The MathTrek blog from Science News has a brief article that provides a good quick overview of problems with election methods. It's called Spoil-Proofing Elections:

Complaints about the obscure Electoral College system are common, but the mathematicians' objection is even more basic. Presidential elections in the United States are decided using a variation of a method known as plurality voting: each person votes for one candidate, and the candidate with the most votes wins.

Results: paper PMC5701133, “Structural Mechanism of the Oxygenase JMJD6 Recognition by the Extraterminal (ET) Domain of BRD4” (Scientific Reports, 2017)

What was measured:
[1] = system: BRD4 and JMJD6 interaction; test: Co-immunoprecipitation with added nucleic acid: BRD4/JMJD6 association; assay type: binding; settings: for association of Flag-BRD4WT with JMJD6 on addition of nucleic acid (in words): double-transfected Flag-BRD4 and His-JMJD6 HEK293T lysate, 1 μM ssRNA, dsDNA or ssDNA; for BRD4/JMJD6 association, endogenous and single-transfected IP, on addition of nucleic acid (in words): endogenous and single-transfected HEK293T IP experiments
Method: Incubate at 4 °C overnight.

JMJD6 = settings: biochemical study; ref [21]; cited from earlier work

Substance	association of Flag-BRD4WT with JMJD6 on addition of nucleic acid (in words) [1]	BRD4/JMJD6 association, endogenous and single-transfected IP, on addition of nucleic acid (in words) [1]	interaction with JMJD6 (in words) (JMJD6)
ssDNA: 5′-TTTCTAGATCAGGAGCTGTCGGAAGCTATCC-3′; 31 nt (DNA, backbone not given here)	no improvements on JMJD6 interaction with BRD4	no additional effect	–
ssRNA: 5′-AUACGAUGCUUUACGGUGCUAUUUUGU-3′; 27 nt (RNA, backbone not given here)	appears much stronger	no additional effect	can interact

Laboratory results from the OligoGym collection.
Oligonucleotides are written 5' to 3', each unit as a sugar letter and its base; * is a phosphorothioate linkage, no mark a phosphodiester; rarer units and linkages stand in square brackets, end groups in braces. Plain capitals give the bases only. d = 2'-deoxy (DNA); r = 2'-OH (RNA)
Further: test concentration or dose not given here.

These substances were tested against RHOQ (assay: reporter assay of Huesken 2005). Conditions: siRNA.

Seems like the obvious approach—but obvious doesn't always mean effective. "The plurality vote is pretty much the worst voting system there is," says Donald Saari, a mathematician at the University of California, Irvine.

One more interesting excerpt: "69 percent of the time, an election result can be changed by changing the voting rules." The problem is that it's not clear which set of rules produce a "true" result. They all produce results that reflect the voters' wishes as defined in some fashion. The argument is about which definition best serves the purpose of the election in the first place.